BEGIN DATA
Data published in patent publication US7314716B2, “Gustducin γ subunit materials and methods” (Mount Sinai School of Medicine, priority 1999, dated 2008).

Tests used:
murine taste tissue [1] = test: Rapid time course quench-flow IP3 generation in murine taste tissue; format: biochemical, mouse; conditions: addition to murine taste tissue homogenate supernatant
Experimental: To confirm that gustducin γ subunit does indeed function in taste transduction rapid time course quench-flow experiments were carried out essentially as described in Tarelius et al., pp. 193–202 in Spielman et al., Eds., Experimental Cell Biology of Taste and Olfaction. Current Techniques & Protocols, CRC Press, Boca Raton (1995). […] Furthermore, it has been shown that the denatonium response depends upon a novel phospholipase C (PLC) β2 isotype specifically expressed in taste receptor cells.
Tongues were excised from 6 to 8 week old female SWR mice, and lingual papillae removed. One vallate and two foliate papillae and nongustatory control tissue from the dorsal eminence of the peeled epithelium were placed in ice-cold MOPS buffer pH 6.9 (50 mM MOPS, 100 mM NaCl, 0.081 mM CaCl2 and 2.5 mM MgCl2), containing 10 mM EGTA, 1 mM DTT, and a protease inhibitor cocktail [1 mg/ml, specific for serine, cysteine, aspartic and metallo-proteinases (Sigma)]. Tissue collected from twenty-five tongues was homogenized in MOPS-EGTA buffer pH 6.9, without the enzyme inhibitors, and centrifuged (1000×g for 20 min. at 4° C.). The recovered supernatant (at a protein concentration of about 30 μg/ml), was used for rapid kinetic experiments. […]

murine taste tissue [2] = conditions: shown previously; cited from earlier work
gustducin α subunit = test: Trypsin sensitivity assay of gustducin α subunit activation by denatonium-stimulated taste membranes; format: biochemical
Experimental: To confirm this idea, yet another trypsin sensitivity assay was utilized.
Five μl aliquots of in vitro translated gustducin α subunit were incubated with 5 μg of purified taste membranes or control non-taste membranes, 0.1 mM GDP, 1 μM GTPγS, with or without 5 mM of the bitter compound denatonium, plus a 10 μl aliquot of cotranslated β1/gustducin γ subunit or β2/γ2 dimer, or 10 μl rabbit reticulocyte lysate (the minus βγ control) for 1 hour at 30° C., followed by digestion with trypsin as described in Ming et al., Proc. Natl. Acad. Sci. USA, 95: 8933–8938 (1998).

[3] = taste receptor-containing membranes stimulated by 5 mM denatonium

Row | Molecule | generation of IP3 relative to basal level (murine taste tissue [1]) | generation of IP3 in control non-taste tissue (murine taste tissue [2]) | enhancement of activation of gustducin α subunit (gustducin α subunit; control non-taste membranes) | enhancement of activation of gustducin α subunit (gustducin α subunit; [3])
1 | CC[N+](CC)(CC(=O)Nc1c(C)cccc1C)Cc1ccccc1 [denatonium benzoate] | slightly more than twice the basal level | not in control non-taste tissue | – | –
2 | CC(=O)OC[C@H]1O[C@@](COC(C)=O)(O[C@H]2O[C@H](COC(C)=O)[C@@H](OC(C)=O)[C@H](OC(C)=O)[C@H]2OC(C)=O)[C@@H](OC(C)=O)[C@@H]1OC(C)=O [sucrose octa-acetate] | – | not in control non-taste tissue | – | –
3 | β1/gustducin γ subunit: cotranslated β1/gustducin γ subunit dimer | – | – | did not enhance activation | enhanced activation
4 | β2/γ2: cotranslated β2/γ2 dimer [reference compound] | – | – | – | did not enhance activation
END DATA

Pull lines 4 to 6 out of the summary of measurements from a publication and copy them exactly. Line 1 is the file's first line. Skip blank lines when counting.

Experimental: To confirm that gustducin γ subunit does indeed function in taste transduction rapid time course quench-flow experiments were carried out essentially as described in Tarelius et al., pp. 193–202 in Spielman et al., Eds., Experimental Cell Biology of Taste and Olfaction. Current Techniques & Protocols, CRC Press, Boca Raton (1995). […] Furthermore, it has been shown that the denatonium response depends upon a novel phospholipase C (PLC) β2 isotype specifically expressed in taste receptor cells.
Tongues were excised from 6 to 8 week old female SWR mice, and lingual papillae removed. One vallate and two foliate papillae and nongustatory control tissue from the dorsal eminence of the peeled epithelium were placed in ice-cold MOPS buffer pH 6.9 (50 mM MOPS, 100 mM NaCl, 0.081 mM CaCl2 and 2.5 mM MgCl2), containing 10 mM EGTA, 1 mM DTT, and a protease inhibitor cocktail [1 mg/ml, specific for serine, cysteine, aspartic and metallo-proteinases (Sigma)]. Tissue collected from twenty-five tongues was homogenized in MOPS-EGTA buffer pH 6.9, without the enzyme inhibitors, and centrifuged (1000×g for 20 min. at 4° C.). The recovered supernatant (at a protein concentration of about 30 μg/ml), was used for rapid kinetic experiments. […]

murine taste tissue [2] = conditions: shown previously; cited from earlier work